|Splinter hemorrhage on a fingernail of the little finger|
|Differential diagnosis||subacute infective endocarditis, scleroderma, trichinosis, systemic lupus erythematosus (SLE), rheumatoid arthritis, psoriatic nails, antiphospholipid syndrome|
Splinter hemorrhages (or haemorrhages) are tiny blood clots that tend to run vertically under the nails. Splinter hemorrhages are not specific to any particular condition, and can be associated with subacute infective endocarditis, scleroderma, trichinosis, systemic lupus erythematosus (SLE), rheumatoid arthritis, psoriatic nails, antiphospholipid syndrome,:659 haematological malignancy, and trauma. At first they are usually plum-colored, but then darken to brown or black in a couple of days. In certain conditions (in particular, infective endocarditis), clots can migrate from the affected heart valve and find their way into various parts of the body. If this happens in the finger, it can cause damage to the capillaries resulting in a splinter hemorrhage.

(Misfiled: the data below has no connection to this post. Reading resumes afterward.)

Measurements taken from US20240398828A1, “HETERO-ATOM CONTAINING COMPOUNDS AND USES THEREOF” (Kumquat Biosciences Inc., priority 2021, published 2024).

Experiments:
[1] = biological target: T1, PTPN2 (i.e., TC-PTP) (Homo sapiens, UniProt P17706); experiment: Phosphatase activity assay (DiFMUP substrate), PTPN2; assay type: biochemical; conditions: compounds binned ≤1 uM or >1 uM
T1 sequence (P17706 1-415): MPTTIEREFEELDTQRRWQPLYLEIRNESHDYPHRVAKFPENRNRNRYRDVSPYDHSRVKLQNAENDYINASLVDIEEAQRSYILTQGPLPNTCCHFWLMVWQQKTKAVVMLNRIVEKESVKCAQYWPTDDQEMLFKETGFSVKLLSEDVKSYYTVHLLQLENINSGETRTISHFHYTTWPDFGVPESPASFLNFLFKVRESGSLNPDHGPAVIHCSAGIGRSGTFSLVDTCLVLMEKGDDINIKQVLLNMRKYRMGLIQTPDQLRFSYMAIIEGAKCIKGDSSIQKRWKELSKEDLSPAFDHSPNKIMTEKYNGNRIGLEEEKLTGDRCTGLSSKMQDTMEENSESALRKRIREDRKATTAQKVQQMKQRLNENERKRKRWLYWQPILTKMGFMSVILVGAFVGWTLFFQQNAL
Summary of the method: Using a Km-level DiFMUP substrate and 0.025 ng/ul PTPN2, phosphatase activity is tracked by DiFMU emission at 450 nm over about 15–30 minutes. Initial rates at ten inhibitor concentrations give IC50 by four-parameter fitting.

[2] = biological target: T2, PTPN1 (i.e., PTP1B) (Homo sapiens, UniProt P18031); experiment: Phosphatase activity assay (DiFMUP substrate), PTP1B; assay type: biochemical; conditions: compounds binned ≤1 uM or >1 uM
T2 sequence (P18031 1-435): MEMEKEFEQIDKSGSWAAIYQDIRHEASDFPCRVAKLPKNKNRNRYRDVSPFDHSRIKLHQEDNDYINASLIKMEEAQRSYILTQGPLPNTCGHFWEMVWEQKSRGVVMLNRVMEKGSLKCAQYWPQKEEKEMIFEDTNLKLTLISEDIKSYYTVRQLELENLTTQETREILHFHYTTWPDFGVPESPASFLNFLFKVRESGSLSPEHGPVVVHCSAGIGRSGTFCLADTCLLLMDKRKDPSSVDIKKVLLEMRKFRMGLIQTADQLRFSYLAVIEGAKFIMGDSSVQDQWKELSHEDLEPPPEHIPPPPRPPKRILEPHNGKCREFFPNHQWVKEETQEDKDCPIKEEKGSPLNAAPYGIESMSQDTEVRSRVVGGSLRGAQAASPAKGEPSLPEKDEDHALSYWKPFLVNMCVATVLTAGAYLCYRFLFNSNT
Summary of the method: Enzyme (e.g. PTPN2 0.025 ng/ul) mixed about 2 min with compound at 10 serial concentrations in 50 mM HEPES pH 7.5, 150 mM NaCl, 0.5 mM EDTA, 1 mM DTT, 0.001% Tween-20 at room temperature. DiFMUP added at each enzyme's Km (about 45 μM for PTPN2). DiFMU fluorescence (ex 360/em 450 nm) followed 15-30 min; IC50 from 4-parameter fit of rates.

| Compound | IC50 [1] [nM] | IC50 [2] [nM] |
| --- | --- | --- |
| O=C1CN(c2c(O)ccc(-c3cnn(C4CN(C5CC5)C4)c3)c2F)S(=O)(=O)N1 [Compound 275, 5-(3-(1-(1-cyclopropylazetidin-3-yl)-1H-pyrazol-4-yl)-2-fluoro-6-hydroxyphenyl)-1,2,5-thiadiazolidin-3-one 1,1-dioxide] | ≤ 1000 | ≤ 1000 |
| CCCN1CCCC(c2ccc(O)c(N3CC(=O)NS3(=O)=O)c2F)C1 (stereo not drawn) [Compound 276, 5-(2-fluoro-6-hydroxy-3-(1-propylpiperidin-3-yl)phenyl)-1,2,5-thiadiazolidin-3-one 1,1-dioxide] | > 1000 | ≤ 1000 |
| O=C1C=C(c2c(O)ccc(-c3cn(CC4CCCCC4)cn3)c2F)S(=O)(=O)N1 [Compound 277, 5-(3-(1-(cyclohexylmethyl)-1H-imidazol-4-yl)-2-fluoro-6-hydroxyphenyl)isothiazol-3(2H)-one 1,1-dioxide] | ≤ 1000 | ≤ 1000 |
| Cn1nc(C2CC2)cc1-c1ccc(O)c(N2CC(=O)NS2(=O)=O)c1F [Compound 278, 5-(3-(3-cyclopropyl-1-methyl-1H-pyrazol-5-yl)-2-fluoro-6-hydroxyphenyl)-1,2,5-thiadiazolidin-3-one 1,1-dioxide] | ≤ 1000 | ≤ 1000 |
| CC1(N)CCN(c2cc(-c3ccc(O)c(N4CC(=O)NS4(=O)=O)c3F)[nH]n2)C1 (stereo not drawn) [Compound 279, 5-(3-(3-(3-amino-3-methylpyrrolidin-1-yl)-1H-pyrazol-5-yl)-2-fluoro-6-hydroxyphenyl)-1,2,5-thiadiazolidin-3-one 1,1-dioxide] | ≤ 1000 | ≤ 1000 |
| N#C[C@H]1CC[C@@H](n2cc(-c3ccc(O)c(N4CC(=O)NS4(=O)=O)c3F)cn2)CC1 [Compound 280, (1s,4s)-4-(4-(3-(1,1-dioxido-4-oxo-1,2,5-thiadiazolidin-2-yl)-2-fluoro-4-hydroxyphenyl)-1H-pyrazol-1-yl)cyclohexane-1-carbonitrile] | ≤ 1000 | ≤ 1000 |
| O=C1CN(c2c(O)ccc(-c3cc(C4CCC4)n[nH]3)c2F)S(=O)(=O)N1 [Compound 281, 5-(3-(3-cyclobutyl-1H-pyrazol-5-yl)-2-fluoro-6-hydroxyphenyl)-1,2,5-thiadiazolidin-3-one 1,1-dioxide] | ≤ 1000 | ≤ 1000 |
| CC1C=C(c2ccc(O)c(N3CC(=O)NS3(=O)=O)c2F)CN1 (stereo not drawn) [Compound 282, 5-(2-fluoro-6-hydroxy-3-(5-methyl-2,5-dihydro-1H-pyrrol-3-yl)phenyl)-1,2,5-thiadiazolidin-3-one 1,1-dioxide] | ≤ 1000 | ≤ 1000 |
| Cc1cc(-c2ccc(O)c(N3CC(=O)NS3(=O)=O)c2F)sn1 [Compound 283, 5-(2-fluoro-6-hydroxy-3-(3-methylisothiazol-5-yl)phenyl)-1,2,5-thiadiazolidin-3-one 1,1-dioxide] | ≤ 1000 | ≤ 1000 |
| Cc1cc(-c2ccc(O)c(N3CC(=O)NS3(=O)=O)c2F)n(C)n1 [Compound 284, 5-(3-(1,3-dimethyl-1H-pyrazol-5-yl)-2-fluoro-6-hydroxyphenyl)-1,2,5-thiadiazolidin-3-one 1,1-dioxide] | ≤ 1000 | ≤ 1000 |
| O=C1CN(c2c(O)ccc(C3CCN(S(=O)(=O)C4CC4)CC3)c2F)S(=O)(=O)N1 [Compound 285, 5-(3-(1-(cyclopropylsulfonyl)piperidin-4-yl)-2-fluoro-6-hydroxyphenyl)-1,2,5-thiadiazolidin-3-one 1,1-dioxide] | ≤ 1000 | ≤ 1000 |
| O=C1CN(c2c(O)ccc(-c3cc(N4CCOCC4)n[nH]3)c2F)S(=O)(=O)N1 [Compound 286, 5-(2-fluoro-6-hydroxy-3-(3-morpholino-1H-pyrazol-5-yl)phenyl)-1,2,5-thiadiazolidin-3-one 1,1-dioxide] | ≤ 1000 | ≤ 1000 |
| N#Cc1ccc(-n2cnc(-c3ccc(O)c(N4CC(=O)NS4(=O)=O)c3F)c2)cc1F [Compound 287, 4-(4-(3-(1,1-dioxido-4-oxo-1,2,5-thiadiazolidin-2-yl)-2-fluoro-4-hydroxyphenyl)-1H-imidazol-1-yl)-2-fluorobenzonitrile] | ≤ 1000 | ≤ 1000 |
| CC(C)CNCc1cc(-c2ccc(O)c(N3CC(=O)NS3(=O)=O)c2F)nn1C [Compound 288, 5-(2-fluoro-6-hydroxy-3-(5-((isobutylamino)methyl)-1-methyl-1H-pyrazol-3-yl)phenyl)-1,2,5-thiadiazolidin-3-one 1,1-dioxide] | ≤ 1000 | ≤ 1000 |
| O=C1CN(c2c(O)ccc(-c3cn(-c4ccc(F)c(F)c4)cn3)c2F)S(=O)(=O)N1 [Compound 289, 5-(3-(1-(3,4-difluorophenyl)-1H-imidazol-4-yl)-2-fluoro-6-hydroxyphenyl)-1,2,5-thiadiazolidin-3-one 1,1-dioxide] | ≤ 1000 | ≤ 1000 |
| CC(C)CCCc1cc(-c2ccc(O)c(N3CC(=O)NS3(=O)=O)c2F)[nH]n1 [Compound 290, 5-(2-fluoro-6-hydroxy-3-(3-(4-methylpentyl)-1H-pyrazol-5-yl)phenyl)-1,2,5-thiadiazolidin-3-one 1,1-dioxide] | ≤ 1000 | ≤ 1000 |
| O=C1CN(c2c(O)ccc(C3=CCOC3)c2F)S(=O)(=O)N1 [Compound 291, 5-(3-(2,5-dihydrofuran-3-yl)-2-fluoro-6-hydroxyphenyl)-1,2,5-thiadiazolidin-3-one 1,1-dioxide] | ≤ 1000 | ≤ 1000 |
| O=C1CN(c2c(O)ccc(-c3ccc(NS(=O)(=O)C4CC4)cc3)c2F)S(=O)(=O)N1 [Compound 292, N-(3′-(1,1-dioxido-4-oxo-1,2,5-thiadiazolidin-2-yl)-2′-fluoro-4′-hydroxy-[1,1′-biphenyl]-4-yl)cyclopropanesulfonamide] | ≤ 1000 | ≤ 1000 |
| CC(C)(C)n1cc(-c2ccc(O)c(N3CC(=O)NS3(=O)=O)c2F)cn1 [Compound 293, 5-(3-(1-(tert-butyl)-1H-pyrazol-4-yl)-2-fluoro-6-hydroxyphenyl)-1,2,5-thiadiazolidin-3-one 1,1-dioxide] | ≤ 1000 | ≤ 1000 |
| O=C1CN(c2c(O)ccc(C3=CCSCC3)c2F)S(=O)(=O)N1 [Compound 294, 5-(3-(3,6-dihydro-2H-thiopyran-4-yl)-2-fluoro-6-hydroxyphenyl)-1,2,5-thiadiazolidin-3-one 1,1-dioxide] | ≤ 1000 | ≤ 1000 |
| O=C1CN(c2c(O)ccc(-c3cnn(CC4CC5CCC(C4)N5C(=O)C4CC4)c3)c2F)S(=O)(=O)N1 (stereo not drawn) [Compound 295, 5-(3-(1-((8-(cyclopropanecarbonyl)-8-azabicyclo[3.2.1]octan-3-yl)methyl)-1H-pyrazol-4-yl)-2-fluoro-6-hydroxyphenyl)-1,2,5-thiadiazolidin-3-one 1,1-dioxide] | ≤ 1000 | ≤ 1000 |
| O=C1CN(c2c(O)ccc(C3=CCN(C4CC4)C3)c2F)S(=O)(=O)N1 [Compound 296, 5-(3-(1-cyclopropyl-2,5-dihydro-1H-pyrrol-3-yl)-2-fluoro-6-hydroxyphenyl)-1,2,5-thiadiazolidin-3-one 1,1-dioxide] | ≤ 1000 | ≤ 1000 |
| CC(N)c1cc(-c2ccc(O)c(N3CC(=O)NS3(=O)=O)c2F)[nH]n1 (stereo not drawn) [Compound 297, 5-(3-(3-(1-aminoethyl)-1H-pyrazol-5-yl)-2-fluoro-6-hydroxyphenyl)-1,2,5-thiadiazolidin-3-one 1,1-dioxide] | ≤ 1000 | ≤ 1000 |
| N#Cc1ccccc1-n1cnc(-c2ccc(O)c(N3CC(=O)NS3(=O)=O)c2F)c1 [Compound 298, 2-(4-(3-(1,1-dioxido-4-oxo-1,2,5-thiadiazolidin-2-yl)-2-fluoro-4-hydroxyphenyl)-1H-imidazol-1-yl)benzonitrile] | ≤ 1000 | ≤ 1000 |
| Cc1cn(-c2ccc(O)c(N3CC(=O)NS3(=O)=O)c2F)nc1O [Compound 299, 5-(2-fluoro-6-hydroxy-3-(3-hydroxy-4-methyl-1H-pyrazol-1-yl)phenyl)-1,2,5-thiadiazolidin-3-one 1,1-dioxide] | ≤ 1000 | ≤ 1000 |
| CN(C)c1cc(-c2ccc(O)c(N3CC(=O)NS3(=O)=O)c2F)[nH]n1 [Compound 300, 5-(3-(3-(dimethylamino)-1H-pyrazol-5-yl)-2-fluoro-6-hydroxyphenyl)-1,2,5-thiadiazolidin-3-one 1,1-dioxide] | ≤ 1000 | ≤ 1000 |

There are a number of other causes for splinter hemorrhages. They could be due to hitting the nail ("trauma"), a sign of inflammation in blood vessels all around the body ("systemic vasculitis"), or they could be where a fragment of cholesterol has become lodged in the capillaries of the finger. Even if a patient does have infective endocarditis, roughly 1 in 10 patients have splinter hemorrhages.
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